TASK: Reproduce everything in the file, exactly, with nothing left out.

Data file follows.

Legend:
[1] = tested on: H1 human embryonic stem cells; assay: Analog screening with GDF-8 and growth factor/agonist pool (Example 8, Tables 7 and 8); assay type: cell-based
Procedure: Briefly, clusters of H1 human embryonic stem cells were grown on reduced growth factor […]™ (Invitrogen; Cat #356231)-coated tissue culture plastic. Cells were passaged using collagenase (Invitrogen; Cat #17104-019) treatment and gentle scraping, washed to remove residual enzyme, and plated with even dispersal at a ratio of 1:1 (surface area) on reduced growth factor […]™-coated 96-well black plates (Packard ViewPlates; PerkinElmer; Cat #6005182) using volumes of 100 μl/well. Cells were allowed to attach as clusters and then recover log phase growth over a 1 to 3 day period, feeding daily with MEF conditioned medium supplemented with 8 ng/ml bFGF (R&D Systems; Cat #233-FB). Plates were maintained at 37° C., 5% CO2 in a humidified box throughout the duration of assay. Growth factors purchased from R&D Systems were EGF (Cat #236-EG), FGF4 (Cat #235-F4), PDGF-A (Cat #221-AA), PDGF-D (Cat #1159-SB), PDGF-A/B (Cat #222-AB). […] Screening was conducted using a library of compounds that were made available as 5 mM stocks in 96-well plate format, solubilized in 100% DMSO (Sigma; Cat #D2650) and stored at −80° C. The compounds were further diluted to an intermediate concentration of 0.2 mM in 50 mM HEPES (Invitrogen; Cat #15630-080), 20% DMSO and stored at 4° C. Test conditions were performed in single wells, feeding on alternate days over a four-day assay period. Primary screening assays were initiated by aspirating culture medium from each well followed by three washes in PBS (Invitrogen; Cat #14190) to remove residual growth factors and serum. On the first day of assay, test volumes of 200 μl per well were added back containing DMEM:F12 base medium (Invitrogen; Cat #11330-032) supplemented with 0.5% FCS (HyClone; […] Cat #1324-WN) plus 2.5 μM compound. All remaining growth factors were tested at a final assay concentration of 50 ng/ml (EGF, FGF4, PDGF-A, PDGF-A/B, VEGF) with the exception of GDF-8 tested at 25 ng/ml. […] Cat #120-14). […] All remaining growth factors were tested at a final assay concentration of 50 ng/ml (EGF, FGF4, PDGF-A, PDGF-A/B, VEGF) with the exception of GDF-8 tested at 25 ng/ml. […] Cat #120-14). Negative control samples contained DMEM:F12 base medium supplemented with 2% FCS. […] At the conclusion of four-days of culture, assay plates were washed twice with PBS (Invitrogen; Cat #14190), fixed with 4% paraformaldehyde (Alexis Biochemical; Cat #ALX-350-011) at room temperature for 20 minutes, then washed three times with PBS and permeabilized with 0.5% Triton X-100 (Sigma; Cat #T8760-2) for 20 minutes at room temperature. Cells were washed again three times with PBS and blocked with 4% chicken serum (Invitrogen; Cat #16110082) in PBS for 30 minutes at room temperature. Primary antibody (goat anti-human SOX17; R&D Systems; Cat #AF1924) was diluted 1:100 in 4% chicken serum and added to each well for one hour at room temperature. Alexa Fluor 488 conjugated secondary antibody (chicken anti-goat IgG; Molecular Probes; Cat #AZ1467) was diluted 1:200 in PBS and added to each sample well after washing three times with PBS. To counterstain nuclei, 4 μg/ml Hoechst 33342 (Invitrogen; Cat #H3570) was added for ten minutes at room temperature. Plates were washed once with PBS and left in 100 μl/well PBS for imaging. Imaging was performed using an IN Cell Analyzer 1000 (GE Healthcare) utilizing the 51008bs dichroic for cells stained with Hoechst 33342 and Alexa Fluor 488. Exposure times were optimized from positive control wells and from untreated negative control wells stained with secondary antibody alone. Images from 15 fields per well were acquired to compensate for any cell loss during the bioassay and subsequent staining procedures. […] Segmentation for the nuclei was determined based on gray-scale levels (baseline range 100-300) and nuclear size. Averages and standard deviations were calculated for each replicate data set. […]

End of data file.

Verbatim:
Legend:
[1] = tested on: H1 human embryonic stem cells; assay: Analog screening with GDF-8 and growth factor/agonist pool (Example 8, Tables 7 and 8); assay type: cell-based
Procedure: Briefly, clusters of H1 human embryonic stem cells were grown on reduced growth factor […]™ (Invitrogen; Cat #356231)-coated tissue culture plastic. Cells were passaged using collagenase (Invitrogen; Cat #17104-019) treatment and gentle scraping, washed to remove residual enzyme, and plated with even dispersal at a ratio of 1:1 (surface area) on reduced growth factor […]™-coated 96-well black plates (Packard ViewPlates; PerkinElmer; Cat #6005182) using volumes of 100 μl/well. Cells were allowed to attach as clusters and then recover log phase growth over a 1 to 3 day period, feeding daily with MEF conditioned medium supplemented with 8 ng/ml bFGF (R&D Systems; Cat #233-FB). Plates were maintained at 37° C., 5% CO2 in a humidified box throughout the duration of assay. Growth factors purchased from R&D Systems were EGF (Cat #236-EG), FGF4 (Cat #235-F4), PDGF-A (Cat #221-AA), PDGF-D (Cat #1159-SB), PDGF-A/B (Cat #222-AB). […] Screening was conducted using a library of compounds that were made available as 5 mM stocks in 96-well plate format, solubilized in 100% DMSO (Sigma; Cat #D2650) and stored at −80° C. The compounds were further diluted to an intermediate concentration of 0.2 mM in 50 mM HEPES (Invitrogen; Cat #15630-080), 20% DMSO and stored at 4° C. Test conditions were performed in single wells, feeding on alternate days over a four-day assay period. Primary screening assays were initiated by aspirating culture medium from each well followed by three washes in PBS (Invitrogen; Cat #14190) to remove residual growth factors and serum. On the first day of assay, test volumes of 200 μl per well were added back containing DMEM:F12 base medium (Invitrogen; Cat #11330-032) supplemented with 0.5% FCS (HyClone; […] Cat #1324-WN) plus 2.5 μM compound. All remaining growth factors were tested at a final assay concentration of 50 ng/ml (EGF, FGF4, PDGF-A, PDGF-A/B, VEGF) with the exception of GDF-8 tested at 25 ng/ml. […] Cat #120-14). […] All remaining growth factors were tested at a final assay concentration of 50 ng/ml (EGF, FGF4, PDGF-A, PDGF-A/B, VEGF) with the exception of GDF-8 tested at 25 ng/ml. […] Cat #120-14). Negative control samples contained DMEM:F12 base medium supplemented with 2% FCS. […] At the conclusion of four-days of culture, assay plates were washed twice with PBS (Invitrogen; Cat #14190), fixed with 4% paraformaldehyde (Alexis Biochemical; Cat #ALX-350-011) at room temperature for 20 minutes, then washed three times with PBS and permeabilized with 0.5% Triton X-100 (Sigma; Cat #T8760-2) for 20 minutes at room temperature. Cells were washed again three times with PBS and blocked with 4% chicken serum (Invitrogen; Cat #16110082) in PBS for 30 minutes at room temperature. Primary antibody (goat anti-human SOX17; R&D Systems; Cat #AF1924) was diluted 1:100 in 4% chicken serum and added to each well for one hour at room temperature. Alexa Fluor 488 conjugated secondary antibody (chicken anti-goat IgG; Molecular Probes; Cat #AZ1467) was diluted 1:200 in PBS and added to each sample well after washing three times with PBS. To counterstain nuclei, 4 μg/ml Hoechst 33342 (Invitrogen; Cat #H3570) was added for ten minutes at room temperature. Plates were washed once with PBS and left in 100 μl/well PBS for imaging. Imaging was performed using an IN Cell Analyzer 1000 (GE Healthcare) utilizing the 51008bs dichroic for cells stained with Hoechst 33342 and Alexa Fluor 488. Exposure times were optimized from positive control wells and from untreated negative control wells stained with secondary antibody alone. Images from 15 fields per well were acquired to compensate for any cell loss during the bioassay and subsequent staining procedures. […] Segmentation for the nuclei was determined based on gray-scale levels (baseline range 100-300) and nuclear size. Averages and standard deviations were calculated for each replicate data set. […]